Almost a year ago I decided to spend 21 days on my own on Dartmoor. The experience was incredible as it not only opened up many questions that I had of myself, but also those throughout my life, which I had never sought to find the answers to. I wrote about the experiences, highs and lows in a short book, which you will be able to read about soon.
When I came away from the moor, I felt that I needed to do this again – it was not that I felt it was a job half done, more that I recognised that there was a lot more work to do – on myself.
So I decided to book time off in the following spring (April and May 2017), but this would be the ‘biblical’ 40 days and 40 nights. I have no idea why this figure came to me. I wanted this for myself, because one of the aspects that presented itself to me on Dartmoor was that I was not the rounded and grounded person that I wanted to be myself and towards others, particularly those closest to me.
My wife Buffy wanted me to at least go into solitude without having to live ‘rough’ in the woods, so I sought out the next best thing, a ‘bothy’ in a relatively private space. I ended up choosing one in North Devon as I still had a desire to revisit Dartmoor if I was able to, as this would only be a couple of days walk away.
A bothy traditionally is a hut, often up in the hills/mountains, which is an emergency bolt-hole for walkers if they get into trouble or unexpected extreme weather catches them out. They are rough and ready but a haven to get out of the weather.
The bothy I chose belonged to the National Trust and was picturesquely situated in a private valley overlooking the sea in a small valley called Peppercombe near Westward Ho! in North Devon. It was essentially a stone tent with no electric/heating or lights, but it did have cold running water and the most amazing outdoor loo overlooking the sea and Lundy Island on the horizon. It was perfect for my needs.
The bothy is approached via the A39 at a place called Horns Cross. The track down is guarded by locked gates to prevent the public from driving down to the sea. Either side of the track is a steep gully with a small stream running down.
Woods flank either side with all manner of trees but especially ancient sisal oaks which love the sheltered nature that the valley affords with the mild and moist climate. These oaks are up to a thousand years old, so have been around a bit! The woods are also host to deer, squirrels, badgers and foxes along with a host of birds including buzzards and kestrels. Butterflies also are abundant with orange tip, peacock, marbled brown and cabbage white to name but a few. All in all, a real sanctuary.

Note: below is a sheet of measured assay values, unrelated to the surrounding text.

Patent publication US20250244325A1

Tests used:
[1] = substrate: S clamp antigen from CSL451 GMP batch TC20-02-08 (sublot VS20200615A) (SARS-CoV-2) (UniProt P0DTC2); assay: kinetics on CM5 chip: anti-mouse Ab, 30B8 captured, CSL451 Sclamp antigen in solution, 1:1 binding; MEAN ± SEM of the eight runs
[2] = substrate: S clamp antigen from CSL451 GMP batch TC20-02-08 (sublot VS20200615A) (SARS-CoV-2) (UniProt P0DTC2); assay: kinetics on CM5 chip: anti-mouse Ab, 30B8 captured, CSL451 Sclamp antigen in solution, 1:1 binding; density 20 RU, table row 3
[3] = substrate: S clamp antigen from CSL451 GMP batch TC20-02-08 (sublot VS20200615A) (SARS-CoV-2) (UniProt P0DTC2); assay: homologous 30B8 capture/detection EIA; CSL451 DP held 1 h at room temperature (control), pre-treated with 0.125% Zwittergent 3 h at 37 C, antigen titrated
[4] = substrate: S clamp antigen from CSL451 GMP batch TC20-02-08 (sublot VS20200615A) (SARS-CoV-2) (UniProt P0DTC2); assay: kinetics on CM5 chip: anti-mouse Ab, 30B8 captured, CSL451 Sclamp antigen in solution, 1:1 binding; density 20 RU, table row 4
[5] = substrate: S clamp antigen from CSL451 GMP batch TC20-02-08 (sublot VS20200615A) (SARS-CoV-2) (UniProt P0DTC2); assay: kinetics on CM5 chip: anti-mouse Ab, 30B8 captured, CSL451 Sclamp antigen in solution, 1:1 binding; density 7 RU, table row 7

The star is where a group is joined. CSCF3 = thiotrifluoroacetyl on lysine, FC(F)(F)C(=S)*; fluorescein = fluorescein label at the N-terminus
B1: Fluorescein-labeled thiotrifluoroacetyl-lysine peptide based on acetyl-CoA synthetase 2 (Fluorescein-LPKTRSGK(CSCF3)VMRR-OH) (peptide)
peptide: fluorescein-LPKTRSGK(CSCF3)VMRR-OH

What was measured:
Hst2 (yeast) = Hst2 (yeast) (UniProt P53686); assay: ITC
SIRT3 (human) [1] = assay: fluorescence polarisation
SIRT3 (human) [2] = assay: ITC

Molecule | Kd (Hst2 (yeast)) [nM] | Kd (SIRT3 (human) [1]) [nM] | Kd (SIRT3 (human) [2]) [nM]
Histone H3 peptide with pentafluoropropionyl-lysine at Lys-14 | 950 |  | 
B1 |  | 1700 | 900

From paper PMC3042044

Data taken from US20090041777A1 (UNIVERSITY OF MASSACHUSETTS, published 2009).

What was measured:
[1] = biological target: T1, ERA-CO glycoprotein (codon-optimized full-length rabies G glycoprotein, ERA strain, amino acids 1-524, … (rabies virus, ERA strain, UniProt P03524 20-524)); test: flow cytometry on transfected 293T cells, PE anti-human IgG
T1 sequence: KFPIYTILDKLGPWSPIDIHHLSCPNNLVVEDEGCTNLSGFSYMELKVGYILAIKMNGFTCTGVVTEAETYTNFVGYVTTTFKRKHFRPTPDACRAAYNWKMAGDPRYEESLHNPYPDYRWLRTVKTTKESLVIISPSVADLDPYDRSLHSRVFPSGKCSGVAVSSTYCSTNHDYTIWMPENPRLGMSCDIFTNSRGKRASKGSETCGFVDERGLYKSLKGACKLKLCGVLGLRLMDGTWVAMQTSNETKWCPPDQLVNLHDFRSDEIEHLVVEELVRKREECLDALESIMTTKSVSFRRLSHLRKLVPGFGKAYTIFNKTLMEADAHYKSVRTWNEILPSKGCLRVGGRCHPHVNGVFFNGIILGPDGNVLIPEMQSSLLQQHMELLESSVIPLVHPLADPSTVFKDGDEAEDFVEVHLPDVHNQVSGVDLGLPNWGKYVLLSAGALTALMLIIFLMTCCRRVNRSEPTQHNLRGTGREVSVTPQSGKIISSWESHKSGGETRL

So why seek Solitude?
Unlike the negative state of loneliness, I believe solitude is a positive and constructive experience of engagement with oneself. Solitude is refreshing, a time of being on your own where you voluntarily retreat from the company of other people.
Solitude is being alone without feeling lonely.
The difference when undertaking solitude or 'retreat' is in our attitude towards ourselves. In solitude we enjoy spending time alone, because we know that we are all the company we really need when getting to understand self.
Solitude can be used to gain fresh perspectives that allow us to appreciate those things that actually matter. Learning to be at ease in your own company is a skill you can develop which will be of great help throughout your life.
I believe that solitude is a key ingredient to a healthy sense of self. It provides us with a dedicated time to discover and to get to know ourselves better. By repositioning ourselves at the centre of our own lives, we feel that we are back to the 'self', rather than being buffeted by external forces all the time. When you think about it, we have so very seldom been on our own throughout our lives - maybe to the extent that we rely and need other people around or close to us. But in doing so, we are never able to understand ourselves as we continue to be influenced from other people and things.
With external pressures on us ever increasing in this fast paced, 24 hour, interconnected world, we are often craving a sense of balance and sureness that we are in charge of our own lives. Not only do we seek to be in control of events, or at least understand them, but we also want to know more about ourselves and our destiny during our life. Otherwise, we can feel overwhelmed and overloaded by outside influences and we never live the life we really want to…
After all, what anguish would it be to come to the end of our life with the realisation that we truly had not lived or participated with all our energy?
Today, as never before, I suggest that many of us need to find solitude. We are entering exciting times, even though many of us are aware of that fact! The world is changing, albeit slowly, but changing it is.
Like an emotional and spiritual thermostat, being alone gives us the ability to shape and adjust our lives. It can teach us how to have inner strength and enables us to look at the ‘bigger picture’, to see our role in it, rather than having to rely on others to dictate what we should be doing.
But we’ve become reluctant and wary of seeking out solitude because of our fear of loneliness and not having all the trappings of the modern fast paced lives that we tend to live. I think the following tale of how my time of solitude may encourage others to ‘give it a go’.
Next week I will discuss the shadow of loneliness, the benefits of solitude, how to prepare yourself and what to take. Following that, we shall start to get into my detailed diary of 40 days with some surprises that I had along the way…
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